Rekindling the debate over the doctrine of separation of powers, Vice-President Jagdeep Dhankhar said it will be difficult to answer the question “are we a democratic nation?” citing the Supreme Court’s landmark 1973 decision in the Kesavananda Bharati case, in which it ruled that Parliament had the authority to amend the Constitution but not its basic structure.
Dhankhar raised the subject of the judiciary’s powers in relation to the legislative again in his inaugural address to the 83rd All-India Presiding Officers Conference in Jaipur on Wednesday, citing the Supreme Court’s 2015 decision to knock down the National Judicial Appointments Commission Act.
Dhankhar had dubbed the repeal of the NJAC Act a “serious surrender” of parliamentary sovereignty and disdain for the “mandate of the people” on December 7, when he presided over Rajya Sabha for the first time on the first day of the winter session of Parliament. He had also stated that Parliament, as the guardian of the “ordainment of the people,” was obligated to “handle the issue” and expressed confidence that it would do so.
“We cannot have an ostrich-like position,” Dhankhar stated at the Jaipur conference, referring to one of the themes of debate, the connection between the court and the legislative.
“Parliamentary sovereignty and autonomy cannot be qualified or compromised because they are crucial to the survival of democracy,” he stated.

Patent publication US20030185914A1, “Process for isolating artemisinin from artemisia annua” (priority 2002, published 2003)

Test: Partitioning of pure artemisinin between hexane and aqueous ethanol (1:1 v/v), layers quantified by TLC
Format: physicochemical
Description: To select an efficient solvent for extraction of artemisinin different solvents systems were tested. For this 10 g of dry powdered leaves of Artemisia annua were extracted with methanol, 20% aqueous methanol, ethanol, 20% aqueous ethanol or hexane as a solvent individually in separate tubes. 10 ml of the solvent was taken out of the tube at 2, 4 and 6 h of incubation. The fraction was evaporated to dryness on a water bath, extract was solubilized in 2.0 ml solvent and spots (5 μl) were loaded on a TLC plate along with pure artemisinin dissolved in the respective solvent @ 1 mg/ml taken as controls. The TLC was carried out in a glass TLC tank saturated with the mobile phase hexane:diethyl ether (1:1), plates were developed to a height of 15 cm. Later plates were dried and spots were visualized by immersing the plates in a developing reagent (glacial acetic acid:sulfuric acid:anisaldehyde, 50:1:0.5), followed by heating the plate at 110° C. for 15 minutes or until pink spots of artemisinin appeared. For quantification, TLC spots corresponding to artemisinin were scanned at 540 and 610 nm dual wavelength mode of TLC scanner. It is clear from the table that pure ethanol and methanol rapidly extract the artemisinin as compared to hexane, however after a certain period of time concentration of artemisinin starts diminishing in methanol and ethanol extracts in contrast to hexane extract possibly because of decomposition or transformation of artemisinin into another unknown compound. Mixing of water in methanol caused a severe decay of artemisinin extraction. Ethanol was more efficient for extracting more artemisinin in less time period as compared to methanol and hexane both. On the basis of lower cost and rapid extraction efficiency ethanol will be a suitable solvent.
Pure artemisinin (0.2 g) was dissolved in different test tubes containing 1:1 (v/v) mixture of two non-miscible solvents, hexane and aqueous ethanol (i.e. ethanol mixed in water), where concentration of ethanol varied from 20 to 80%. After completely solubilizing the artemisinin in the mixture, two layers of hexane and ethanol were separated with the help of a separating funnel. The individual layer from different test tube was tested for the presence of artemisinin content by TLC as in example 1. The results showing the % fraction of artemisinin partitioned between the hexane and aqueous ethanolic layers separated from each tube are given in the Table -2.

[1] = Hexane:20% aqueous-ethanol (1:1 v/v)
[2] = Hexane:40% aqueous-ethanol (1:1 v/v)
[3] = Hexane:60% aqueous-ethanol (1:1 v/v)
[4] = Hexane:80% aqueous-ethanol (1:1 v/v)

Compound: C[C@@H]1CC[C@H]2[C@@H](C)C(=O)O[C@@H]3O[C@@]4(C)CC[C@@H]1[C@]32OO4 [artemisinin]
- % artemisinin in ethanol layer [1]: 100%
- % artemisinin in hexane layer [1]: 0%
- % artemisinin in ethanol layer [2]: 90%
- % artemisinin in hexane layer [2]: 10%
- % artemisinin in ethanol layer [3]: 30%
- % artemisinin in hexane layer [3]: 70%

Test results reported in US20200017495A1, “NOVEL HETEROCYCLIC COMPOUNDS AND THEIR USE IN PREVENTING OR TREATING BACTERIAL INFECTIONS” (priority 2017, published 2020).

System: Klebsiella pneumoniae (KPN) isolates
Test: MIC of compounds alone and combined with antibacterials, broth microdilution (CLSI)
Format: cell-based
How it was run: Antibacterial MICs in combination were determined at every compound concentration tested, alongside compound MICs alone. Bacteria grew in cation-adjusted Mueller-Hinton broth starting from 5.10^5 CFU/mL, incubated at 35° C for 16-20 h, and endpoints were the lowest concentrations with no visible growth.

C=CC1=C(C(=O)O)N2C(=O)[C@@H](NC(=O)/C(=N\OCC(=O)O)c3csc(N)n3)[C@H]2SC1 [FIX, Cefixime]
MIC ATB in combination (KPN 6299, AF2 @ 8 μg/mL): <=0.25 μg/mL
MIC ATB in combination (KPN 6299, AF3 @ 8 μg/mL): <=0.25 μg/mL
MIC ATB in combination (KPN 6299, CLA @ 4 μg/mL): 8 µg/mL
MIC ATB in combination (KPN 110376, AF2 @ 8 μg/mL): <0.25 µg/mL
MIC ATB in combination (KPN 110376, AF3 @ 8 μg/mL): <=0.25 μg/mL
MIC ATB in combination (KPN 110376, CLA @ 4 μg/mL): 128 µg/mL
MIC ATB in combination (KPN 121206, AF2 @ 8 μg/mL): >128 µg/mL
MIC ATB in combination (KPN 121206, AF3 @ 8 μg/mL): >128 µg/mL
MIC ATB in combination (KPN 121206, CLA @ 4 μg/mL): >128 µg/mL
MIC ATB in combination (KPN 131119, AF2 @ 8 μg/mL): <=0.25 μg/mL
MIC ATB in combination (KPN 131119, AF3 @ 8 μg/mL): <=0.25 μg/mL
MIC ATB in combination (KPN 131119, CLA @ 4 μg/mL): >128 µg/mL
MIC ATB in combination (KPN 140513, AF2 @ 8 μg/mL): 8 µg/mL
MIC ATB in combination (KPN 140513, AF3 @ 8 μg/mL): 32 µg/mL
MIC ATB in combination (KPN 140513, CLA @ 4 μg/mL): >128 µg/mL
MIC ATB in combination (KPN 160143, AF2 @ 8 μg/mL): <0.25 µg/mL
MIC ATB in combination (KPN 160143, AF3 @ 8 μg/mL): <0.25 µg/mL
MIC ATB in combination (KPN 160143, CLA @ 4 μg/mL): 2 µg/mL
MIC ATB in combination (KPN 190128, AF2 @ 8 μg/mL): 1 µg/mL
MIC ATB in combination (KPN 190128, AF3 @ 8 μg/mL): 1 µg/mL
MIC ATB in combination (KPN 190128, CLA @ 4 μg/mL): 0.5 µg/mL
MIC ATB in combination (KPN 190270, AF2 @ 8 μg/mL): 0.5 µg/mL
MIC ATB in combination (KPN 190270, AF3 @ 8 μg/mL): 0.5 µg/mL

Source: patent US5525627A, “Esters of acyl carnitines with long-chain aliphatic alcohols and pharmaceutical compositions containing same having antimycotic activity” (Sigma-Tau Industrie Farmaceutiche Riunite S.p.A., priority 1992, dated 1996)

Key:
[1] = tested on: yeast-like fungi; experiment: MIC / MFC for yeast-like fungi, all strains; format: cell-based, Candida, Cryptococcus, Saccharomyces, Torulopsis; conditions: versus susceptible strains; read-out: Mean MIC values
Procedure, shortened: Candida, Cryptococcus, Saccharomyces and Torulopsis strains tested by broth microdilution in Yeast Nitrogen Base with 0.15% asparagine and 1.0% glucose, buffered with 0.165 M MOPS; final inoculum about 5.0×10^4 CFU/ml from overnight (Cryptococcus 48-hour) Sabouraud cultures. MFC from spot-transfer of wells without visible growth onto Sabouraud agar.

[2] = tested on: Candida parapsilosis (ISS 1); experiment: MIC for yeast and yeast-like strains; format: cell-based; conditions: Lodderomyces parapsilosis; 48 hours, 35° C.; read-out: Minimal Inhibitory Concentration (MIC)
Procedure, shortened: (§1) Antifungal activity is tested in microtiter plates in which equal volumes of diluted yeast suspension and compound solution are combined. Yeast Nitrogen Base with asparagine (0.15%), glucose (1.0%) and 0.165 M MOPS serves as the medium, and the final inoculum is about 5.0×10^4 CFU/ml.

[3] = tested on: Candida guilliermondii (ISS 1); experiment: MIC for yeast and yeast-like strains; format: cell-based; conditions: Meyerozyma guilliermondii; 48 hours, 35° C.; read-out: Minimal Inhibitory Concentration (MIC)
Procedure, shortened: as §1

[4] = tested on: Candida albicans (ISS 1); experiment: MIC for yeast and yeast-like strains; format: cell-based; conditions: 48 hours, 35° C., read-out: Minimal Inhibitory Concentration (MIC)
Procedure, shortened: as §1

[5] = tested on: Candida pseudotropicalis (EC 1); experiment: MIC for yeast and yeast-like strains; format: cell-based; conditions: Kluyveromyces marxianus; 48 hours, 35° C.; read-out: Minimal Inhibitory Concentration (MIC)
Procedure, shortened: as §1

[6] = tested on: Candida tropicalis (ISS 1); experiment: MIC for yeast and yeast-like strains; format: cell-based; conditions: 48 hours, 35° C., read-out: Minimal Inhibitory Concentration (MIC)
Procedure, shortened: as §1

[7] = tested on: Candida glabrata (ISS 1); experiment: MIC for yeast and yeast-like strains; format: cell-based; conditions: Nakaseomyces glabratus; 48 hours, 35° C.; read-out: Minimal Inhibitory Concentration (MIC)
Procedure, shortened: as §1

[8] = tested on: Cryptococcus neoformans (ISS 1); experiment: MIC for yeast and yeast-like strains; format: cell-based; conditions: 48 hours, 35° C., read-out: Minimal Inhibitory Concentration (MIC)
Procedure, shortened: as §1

“The more subtle the infiltration, the more hazardous it is,” he explained.
He claimed that the legislative lacked the ability to issue court orders and that the executive and judiciary lacked the authority to legislate.
He warned against “one-upmanship” and “public posturing from judicial platforms,” both of which he said were common nowadays. “This is not correct.”
In an apparent allusion to the Supreme Court’s request that the Attorney General urge government personnel to display restraint in their comments on the Collegium, Dhankhar stated that he would not entertain the A-request G’s on the matter.
“I cannot be a party to emasculating the legislative power,” he remarked, emphasising that he had been a “soldier of the court” during his legal career.
The Vice-President emphasised the necessity of constitutional officeholders keeping politically impartial.
“Those in the presidency, legislative, and top political posts must ensure that high constitutional offices are kept separate from their political attitude. “Recently, we’ve discovered several major observations that constitute infractions,” he stated, without elaborating.
Earlier, Lok Sabha Speaker Om Birla stressed the significance of respect among the government, legislature, and judiciary. He stated that legislatures had traditionally recognised the court’s rights and authority, and that the judiciary was supposed to follow the constitutionally mandated separation of powers. He stated that the three branches should collaborate with mutual trust and harmony.
The Speaker told reporters after the inaugural that the subject was being considered by the conference and will be reflected in the resolution that would be passed on Thursday.